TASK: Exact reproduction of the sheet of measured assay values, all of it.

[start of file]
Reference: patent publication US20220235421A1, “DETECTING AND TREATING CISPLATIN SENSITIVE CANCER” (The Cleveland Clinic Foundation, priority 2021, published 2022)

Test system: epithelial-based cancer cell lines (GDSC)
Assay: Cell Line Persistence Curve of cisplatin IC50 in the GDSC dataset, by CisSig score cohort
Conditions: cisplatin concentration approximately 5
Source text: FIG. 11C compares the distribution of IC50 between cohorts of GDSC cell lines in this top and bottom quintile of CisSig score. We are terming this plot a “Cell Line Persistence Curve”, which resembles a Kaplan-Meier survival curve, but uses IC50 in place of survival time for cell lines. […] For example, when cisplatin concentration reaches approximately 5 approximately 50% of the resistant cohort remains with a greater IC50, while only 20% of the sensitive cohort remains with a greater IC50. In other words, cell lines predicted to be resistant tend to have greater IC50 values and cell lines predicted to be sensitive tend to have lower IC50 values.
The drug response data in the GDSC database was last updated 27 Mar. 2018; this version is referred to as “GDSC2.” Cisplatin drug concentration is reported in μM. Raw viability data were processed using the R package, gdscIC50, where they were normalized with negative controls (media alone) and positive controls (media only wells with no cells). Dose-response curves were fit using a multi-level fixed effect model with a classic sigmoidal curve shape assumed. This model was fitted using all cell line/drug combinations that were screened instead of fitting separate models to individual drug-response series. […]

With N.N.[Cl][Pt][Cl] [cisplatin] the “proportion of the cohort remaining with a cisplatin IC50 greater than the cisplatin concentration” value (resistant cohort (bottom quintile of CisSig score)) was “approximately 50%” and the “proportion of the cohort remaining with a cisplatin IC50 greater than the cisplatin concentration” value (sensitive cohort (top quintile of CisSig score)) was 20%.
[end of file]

Reference: patent publication US20220235421A1, “DETECTING AND TREATING CISPLATIN SENSITIVE CANCER” (The Cleveland Clinic Foundation, priority 2021, published 2022)

Test system: epithelial-based cancer cell lines (GDSC)
Assay: Cell Line Persistence Curve of cisplatin IC50 in the GDSC dataset, by CisSig score cohort
Conditions: cisplatin concentration approximately 5
Source text: FIG. 11C compares the distribution of IC50 between cohorts of GDSC cell lines in this top and bottom quintile of CisSig score. We are terming this plot a “Cell Line Persistence Curve”, which resembles a Kaplan-Meier survival curve, but uses IC50 in place of survival time for cell lines. […] For example, when cisplatin concentration reaches approximately 5 approximately 50% of the resistant cohort remains with a greater IC50, while only 20% of the sensitive cohort remains with a greater IC50. In other words, cell lines predicted to be resistant tend to have greater IC50 values and cell lines predicted to be sensitive tend to have lower IC50 values.
The drug response data in the GDSC database was last updated 27 Mar. 2018; this version is referred to as “GDSC2.” Cisplatin drug concentration is reported in μM. Raw viability data were processed using the R package, gdscIC50, where they were normalized with negative controls (media alone) and positive controls (media only wells with no cells). Dose-response curves were fit using a multi-level fixed effect model with a classic sigmoidal curve shape assumed. This model was fitted using all cell line/drug combinations that were screened instead of fitting separate models to individual drug-response series. […]

With N.N.[Cl][Pt][Cl] [cisplatin] the “proportion of the cohort remaining with a cisplatin IC50 greater than the cisplatin concentration” value (resistant cohort (bottom quintile of CisSig score)) was “approximately 50%” and the “proportion of the cohort remaining with a cisplatin IC50 greater than the cisplatin concentration” value (sensitive cohort (top quintile of CisSig score)) was 20%.